10. buckfever

    buckfever 12 pointer

    The logic will be: "The landowners are thinking about stopping the public from hunting on their land. In order to insure that the public has a right to hunt our majestic elk herd, we must give the landonwers more elk tags."

    Good argument so long as you're stupid enough to believe that the sportsman's sportsmen running KDFWR didn't understand from the beginning that once the elk were physically on the coal company's property, they held all the cards.

    As an aside, I wonder what the Vegas line is on this proposition: Does the Appalachian Wildlife Foundation have a contract with the Department where KDFWR is paying AWF to improve the elk habitat on private coal company land?

    I'm a pessimistic sort, but in the wake of the recent outcry over the issuance of elk tags to insider groups at KDFWR, I'll also throw out the likelihood that the AWF will be performing "habitat improvement" on private coal company land in the near future, and THOSE projects will be paid for by the windfall it gets from auctioning/selling off its 3 commissioner's bull elk tags.
     
  11. 1wildcatfan

    1wildcatfan 12 pointer

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    raised n Bullitt Co.

    you may be dead nuts on target. maybe i'm the only one, but i fall into the "blind fool" category. i don't have your knowledge or insight to the situation. i for one would like to have something more official on this than hearsay or speculation before forming my opinion.
     
  12. buckfever

    buckfever 12 pointer

    OK, you're not a believer, fine. There's plenty of folks that are the same way.

    I'm not sure what you mean by "hearsay and speculation". Do you mean that Hensley didn't say what 3 different people told me he said, or that you don't believe that KDFWR would give more tags to the coal company landowners?

    If it's the latter, what exactly would satisfy you and how much proof would you need? In my mind, having a KDFWR commissioner like Hensley lobby for something is probably a pretty long step towards making it happen.

    Even if the private coal companies ending public access after a couple of years of public hunting was something that KDFWR didn't think about at the time the elk were being introduced and now has to deal with, are you OK with it? Just my opinion, but if KDFWR didn't have a plan for this contingency at the time Ky's elk restoration was first introduced, I'd call that complete incompetence, because it tells me that it didn't matter what happened, this KDFWR administration was going to make its mark on the world by having majestic elk in Kentucky - Come hell or high water. Heck, the problem with KDFWR stocking elk on private land was openly discussed on this very forum by a host of folks, and we all know that KDFWR follows this forum.

    Really, is there anything short of a written confession by Hensley that would convince you that he knew this day would come?

    Just out of curiosity, how about the 3 elk tags going to the Appalachian Wildlife Foundation? Am I just a "malcontent" or a "Department basher", because I have a problem with it? Am I one of those guys that should stop playng "armchair biologist" and let the Dept "do their job". After all, when guys like me complain, isn't it more likely the "legislature will start sticking their into the sportsmen's affairs"?

    If you want to give them the benefit of the doubt, that's your prerogative, but my benefits are all used up. :)
     
  13. Buck_Nasty

    Buck_Nasty 12 pointer

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    From what you have learned, buckfever, was there any talks or mention about a cap on how many tags a company could get? I'm gonna go out on a limb here and say, NO, there wasn't any discussion of caps on how many tags an a company could get. The reason I'm asking is because I know of a large timber company who receive either six or eight landowner tags at the current 5,000 acre restriction. If this number is brought down to 1,000 and say for instance the company I'm making reference to is getting six tags currently, which means they have donated 30,000 acres....would the company now receive 30 tags if the move is made to decrease the land volume per tag?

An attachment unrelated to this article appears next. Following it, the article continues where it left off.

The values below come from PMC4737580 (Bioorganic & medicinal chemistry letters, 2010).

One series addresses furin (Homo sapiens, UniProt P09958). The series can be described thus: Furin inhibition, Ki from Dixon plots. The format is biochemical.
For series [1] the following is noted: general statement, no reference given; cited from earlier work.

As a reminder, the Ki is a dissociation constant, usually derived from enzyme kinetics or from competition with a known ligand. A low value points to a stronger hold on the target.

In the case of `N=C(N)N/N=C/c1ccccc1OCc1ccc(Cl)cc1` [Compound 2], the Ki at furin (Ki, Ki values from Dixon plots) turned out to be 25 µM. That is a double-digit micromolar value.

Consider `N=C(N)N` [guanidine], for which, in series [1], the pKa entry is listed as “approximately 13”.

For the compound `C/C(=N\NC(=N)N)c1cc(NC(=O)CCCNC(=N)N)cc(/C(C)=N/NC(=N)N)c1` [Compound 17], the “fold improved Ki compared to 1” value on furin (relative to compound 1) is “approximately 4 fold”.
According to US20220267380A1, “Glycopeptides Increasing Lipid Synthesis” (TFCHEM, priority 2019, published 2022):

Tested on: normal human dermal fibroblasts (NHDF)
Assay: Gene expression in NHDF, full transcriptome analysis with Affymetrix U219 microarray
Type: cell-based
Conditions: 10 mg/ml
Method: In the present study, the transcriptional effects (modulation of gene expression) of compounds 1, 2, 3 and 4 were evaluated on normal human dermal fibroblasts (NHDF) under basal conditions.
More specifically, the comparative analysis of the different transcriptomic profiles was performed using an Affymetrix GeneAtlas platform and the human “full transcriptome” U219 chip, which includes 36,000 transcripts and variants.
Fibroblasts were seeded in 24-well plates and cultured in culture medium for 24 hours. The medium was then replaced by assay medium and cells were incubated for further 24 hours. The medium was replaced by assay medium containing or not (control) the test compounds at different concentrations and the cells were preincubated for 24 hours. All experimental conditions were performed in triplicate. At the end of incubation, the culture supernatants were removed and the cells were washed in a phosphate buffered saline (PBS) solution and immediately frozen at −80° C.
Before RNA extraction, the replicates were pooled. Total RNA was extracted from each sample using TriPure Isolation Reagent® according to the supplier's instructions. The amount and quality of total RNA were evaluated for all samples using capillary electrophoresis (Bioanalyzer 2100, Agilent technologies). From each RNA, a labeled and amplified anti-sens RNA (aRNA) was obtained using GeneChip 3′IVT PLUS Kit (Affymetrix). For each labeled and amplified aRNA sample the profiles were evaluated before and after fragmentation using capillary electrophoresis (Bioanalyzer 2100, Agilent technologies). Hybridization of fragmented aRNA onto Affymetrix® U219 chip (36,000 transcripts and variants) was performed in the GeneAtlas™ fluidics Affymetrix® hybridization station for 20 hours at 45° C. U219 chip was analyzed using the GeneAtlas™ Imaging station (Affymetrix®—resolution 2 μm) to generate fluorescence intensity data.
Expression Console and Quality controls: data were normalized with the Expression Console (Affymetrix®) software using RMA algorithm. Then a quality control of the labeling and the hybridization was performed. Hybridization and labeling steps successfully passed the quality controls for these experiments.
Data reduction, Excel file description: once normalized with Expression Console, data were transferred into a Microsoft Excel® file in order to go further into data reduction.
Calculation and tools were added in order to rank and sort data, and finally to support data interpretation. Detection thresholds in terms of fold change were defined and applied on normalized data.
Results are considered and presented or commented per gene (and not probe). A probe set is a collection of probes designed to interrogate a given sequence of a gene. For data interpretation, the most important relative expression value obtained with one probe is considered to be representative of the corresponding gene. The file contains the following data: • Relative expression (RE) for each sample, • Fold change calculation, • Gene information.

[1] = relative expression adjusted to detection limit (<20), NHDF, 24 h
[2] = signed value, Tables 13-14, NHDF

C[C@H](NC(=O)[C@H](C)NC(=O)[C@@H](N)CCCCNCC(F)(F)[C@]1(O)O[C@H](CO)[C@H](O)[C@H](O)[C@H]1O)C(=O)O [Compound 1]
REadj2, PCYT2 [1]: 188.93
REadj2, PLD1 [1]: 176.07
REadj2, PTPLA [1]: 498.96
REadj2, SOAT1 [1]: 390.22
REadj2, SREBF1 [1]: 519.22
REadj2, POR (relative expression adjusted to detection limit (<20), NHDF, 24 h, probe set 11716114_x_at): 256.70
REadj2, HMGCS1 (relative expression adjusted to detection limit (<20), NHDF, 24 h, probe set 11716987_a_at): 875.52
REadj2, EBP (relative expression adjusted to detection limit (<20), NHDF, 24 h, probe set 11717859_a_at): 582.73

If not, than I wouldn't be afraid to say 200 tags is not going to be middle of the pack in how many it would increase the numbers.

    I read some information this morning from the RMEF that stated when Elk were first placed in Kentucky, the tag numbers should have been 1,500 a year by 2008. I've not seen that.
     
    Last edited: Feb 9, 2011
  14. maxcam

    maxcam 12 pointer

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    Hmmmmm...... 200 landowner bull elk tags......

    Buckfever are these particular tags transferable....? In other words, could a landowner sell these tags to an agent who could then resell them to the public?
     
  15. grouseguy

    grouseguy Cyber-Hunter

    Thanks to SB64 (unless repealed in this legislative session) ... Hensley will be "termed out" of the commission THIS summer.

    It would appear that he plans to "rape and pillage" as much as possible in the next 4-5 months and go out in a blaze of "MAJESTIC" glory.
     
  16. buckfever

    buckfever 12 pointer

    Good Question!

    . . . .and the answer is YES, they most certainly are transferrable.

    BN - I don't know about a "cap" or anything along those lines. I'm just telling you what I heard Hensley openly state at the commish meeting.
     
  17. 1wildcatfan

    1wildcatfan 12 pointer

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    raised n Bullitt Co.
    the landowners can do whatever they want with their tags. give away, sell, auction, throw away, etc.

    the tags are only good/can only be used for the landowners piece of property, not the entire unit.
     
  18. maxcam

    maxcam 12 pointer

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    So a person with the necessary cash could buy the bull tags from the landowner and then sell a guided hunt on prime hunting turf to sell to the highest bidder....... WOW.....

    Not if but as soon as the next record shattering elk is harvest from Kentucky, there is going to be a lot of cabbage changing hands.......

    200 tags at say $10,000 a piece..... why thats a couple million bucks!
     
  19. Buck_Nasty

    Buck_Nasty 12 pointer

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    Some major pocket jingle to say the least.
     
  20. ResidentCombo

    ResidentCombo 6 pointer

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    The land for tags wasnt much of an issue when the elk were stocked, but thanks to SB 64's no net loss of hunting land requirement, this will only get worse!